Radiator Springs

The movie Cars plays regularly around our house. In 10 or 15 minute portions at a time usually, our two year old Winter will watch it before he takes a nap or to calm his anted-pants down on longer driving days. The movie, and its sequel even, are a few years old now, but kids

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The movie Cars plays regularly around our house. In 10 or 15 minute portions at a time usually, our two year old Winter will watch it before he takes a nap or to calm his anted-pants down on longer driving days.

The movie, and its sequel even, are a few years old now, but kids love talking race cars and so you’ll still find the movies’ hero, Lightning McQueen, plastered across sippy cups and lunch boxes and the toy cars still own their personal aisle at Target.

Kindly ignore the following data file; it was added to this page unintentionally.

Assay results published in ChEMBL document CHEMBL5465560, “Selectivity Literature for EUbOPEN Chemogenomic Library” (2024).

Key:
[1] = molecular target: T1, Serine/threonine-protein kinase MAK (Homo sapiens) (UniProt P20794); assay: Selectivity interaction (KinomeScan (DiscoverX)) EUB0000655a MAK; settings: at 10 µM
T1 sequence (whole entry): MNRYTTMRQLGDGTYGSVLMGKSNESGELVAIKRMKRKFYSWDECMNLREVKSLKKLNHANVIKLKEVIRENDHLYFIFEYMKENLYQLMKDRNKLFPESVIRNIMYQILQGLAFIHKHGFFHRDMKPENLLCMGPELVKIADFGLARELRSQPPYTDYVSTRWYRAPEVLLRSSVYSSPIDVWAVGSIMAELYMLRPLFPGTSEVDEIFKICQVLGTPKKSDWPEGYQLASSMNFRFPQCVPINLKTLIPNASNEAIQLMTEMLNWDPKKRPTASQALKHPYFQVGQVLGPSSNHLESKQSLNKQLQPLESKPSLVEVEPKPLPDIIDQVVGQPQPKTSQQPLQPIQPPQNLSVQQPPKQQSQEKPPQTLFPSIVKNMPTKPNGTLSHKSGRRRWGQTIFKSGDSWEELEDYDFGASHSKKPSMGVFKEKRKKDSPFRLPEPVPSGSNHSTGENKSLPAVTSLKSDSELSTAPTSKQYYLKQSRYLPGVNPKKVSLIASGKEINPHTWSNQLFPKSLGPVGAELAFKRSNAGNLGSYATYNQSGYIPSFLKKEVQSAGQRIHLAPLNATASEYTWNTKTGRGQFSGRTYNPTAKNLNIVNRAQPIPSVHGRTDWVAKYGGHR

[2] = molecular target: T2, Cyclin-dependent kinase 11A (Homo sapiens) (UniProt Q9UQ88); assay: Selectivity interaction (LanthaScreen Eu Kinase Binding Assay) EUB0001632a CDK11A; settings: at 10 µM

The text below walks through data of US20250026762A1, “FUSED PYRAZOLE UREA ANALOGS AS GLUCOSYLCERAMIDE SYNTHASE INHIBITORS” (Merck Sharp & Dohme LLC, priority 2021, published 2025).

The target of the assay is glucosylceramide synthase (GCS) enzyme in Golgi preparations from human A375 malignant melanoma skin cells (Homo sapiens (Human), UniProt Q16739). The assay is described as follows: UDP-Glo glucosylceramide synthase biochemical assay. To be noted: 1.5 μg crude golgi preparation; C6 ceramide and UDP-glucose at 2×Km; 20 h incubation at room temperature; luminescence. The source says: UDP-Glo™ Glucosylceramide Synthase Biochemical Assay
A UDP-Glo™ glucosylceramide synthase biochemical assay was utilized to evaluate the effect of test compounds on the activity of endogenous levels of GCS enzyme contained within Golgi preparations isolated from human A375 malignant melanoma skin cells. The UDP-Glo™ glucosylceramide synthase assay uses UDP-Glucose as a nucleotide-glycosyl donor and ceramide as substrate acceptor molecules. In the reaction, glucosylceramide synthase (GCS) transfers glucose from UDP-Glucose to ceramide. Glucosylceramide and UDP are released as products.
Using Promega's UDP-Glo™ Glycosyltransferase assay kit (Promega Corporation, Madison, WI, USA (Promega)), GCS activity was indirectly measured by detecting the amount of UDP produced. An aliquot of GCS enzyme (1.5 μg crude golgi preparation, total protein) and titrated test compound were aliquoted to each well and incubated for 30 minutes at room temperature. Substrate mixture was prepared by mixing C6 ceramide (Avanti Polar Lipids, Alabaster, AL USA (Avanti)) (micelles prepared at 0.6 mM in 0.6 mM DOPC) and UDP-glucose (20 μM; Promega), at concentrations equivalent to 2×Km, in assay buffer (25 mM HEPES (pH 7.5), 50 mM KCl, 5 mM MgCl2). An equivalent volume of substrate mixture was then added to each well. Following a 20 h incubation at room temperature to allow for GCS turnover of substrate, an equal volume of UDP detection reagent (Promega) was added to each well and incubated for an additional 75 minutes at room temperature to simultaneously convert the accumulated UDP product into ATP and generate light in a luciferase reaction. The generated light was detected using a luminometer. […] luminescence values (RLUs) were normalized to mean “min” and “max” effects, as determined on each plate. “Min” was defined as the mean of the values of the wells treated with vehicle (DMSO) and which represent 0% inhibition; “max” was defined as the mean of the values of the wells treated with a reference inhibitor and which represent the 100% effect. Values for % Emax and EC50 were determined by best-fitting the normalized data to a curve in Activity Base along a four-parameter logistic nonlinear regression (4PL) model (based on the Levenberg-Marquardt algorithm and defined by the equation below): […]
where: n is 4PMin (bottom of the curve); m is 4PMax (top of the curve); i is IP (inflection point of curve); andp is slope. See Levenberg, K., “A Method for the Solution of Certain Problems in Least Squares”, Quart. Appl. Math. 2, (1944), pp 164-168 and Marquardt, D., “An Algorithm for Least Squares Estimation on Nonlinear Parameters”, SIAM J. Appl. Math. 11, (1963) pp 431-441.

Normally, I run from such excessive marketing.

But one of the key messages of the first movie is right up my alley. Getting lost off the freeway, the protagonist winds up in a small town off of Route 66 called Radiator Springs. The once vibrant Main Street is now in decay due to the building of the freeway, I-40. Travelers are now in a rush to get somewhere, not concerned with the part where you’re actually going. As the story puts it, before “Cars didn’t drive the road to make great time. They drove on it to have a great time.”

The small town is full of friendly people living a modest life just wishing for a time when travel was about experiencing something beautiful, not ticking off states at 85mph. That’s a message not only fit to instill in my own children, but one every American would do well to respect. What made this nation great has been relegated to kitsch signage in a few roadside restaurants, when it should be the prize held high for anyone lucky enough to be born in such a beautiful land.